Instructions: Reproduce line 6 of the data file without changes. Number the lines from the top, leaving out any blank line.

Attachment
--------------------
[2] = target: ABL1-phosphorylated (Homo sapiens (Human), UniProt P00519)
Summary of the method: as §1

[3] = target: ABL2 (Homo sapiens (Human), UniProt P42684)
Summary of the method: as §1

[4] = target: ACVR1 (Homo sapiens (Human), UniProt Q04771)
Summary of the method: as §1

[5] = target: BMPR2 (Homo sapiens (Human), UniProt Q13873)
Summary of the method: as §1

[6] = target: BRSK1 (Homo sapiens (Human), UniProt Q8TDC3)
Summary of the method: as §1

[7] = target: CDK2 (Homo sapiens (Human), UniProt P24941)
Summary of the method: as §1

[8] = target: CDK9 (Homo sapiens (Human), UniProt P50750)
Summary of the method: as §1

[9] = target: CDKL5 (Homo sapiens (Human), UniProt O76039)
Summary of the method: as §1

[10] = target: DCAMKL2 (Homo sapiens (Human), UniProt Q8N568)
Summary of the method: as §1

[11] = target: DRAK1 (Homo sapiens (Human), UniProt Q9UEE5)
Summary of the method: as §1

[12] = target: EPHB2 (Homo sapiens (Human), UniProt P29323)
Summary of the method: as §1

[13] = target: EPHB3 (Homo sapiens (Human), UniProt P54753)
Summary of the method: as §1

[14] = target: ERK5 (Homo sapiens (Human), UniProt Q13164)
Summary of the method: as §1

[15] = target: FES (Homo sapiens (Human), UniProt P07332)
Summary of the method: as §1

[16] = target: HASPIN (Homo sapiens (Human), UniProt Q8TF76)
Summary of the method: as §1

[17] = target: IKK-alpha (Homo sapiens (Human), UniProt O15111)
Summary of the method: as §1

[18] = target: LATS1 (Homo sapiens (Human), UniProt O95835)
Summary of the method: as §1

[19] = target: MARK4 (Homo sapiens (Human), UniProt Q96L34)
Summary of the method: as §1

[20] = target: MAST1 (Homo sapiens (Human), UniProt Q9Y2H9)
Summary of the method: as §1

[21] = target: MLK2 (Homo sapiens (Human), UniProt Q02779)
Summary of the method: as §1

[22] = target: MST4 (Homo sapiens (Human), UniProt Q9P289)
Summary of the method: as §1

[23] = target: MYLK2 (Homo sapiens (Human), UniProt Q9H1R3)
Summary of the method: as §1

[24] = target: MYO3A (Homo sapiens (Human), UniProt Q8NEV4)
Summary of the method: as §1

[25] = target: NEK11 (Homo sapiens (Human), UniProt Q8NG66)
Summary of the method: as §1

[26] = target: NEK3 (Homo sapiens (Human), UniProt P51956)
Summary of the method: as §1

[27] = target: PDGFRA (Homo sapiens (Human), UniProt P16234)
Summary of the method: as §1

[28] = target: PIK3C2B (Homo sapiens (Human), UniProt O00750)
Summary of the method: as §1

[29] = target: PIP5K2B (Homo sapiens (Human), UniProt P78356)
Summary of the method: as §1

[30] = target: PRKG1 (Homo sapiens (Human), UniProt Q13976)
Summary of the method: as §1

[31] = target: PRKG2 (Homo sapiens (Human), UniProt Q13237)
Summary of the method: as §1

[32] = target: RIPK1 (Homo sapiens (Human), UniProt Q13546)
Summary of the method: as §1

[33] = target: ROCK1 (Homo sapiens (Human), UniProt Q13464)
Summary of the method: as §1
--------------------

Summary of the method: as §1